Implanted electrodes reveal long-term patterns of seizure risk. University of California San Francisco neurologists have discovered monthly cycles of brain activity linked to seizures in patients with epilepsy. The finding, published online January 8 in Nature Communications, suggests it may soon be possible for clinicians to identify when patients are at highest risk for seizures, allowing patients to plan around these brief but potentially dangerous events.
Almost three quarters of patients with medically intractable seizures who received neurostimulation with a novel device called the RNS System (NeuroPace Inc) had sustained seizure reduction at 8 years, new research shows. Furthermore, the analysis found that almost a third of those receiving the RNS System had at least one 6-month period without seizures and that the treatment remained relatively safe over time.
People with certain types of epilepsy may have the option to use a therapy that doesn’t include drugs. The RNS System from NeuroPace, a company out of Mountain View, California, monitors the brain for signs of an oncoming seizure and stimulates it to disrupt the process. It has been approved in the U.S. for about four years now, and we wanted to find more about how it works and how it’s being used. We had a chance to speak with Dr. Martha Morrell, Chief Medical Officer of NeuroPace, who was kind enough to answer our questions. Medgadget: The NeuroPace RNS system has shown to be effective at reducing seizures in many patients with epilepsy. Can you give us a brief overview of how the system functions?
Elizabeth Szasz is 12 years old but is unable to lead the typical life of a middle schooler. She was diagnosed with epilepsy as a baby and has tried several treatments for her life-threatening seizures. Each new treatment would work for a short time. But her seizures, which can last longer than two hours would return. Her parents say they felt hopeless.
Imagine a seismograph — the instrument that measures and records earthquakes and volcanic eruptions — for your brain. Except this one has a wireless link to a device implanted in your head that stops epileptic seizures at their source, halting the sudden and violent attacks before they happen. It’s not science fiction.
A new study involving UT Dallas researchers shows that vagus nerve stimulation (VNS) technology could help improve the lives of hundreds of thousands of people who suffer weakness and paralysis caused by strokes. The study, published in the journal Stroke, marks the first time that VNS has been tested in individuals recovering from stroke. VNS already has been approved by the U.S. Food and Drug Administration as a treatment for certain illnesses, such as depression and epilepsy. It involves sending a mild electric pulse through the vagus nerve, which is in the neck. Stimulating this nerve relays information about the state of the body to the brain and encourages it to reorganize in a process called neural plasticity.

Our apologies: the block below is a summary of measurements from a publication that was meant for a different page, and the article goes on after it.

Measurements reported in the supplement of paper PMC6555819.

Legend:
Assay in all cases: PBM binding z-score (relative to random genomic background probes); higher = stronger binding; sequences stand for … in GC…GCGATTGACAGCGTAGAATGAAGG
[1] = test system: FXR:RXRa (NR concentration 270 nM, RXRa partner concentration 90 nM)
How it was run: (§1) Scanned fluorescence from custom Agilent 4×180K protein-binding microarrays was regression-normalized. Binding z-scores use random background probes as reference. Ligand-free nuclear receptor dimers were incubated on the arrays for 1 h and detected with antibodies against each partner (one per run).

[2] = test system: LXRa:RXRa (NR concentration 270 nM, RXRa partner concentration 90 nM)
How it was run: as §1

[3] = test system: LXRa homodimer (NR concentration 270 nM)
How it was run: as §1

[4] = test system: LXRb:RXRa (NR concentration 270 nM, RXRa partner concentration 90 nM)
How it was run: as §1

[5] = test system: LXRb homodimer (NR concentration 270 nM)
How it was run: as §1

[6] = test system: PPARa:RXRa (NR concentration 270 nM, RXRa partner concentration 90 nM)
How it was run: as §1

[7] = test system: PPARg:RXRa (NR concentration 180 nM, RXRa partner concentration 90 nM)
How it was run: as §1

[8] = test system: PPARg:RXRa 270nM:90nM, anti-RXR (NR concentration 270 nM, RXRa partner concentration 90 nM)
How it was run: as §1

“Despite the advent of new pharmacological treatments and the high success rate of many surgical treatments for epilepsy, a substantial number of patients do not become seizure-free or experience major adverse events. This fact is an important motivation to investigate and develop novel therapeutic approaches,” said Prof Paul Boon from Ghent University Hospital (Belgium), Chairperson of the EAN Congress Programme Committee, at the 1st Congress of the European Academy of Neurology (EAN) in Berlin. More than 6,500 experts from around the world are discussing the latest developments in their field from 20 to 23 June 2015 in the German capital city. “While neurostimulation-based treatments have already been gaining considerable interest for some time, among the recent develop...
Since 2007, Hood had suffered from debilitating seizures that a powerful mix of medications couldn’t control. Hood, 47, is one of the first people in the nation to get a new device implanted in her brain that monitors for signs of seizures and sends impulses directly to the source to quiet the storm. Before undergoing brain surgery at the Cleveland Clinic in April, Hood suffered seizure activity as often as five times a day. Now she experiences two or three auras a month that end before a full seizure begins. “I feel it coming on very faintly and then it stops,” she said. The NeuroPace RNS System is a “smart device” that monitors the brain’s activity, interprets the signals and provides stimulation when needed for patients’ intractable seizures. Th...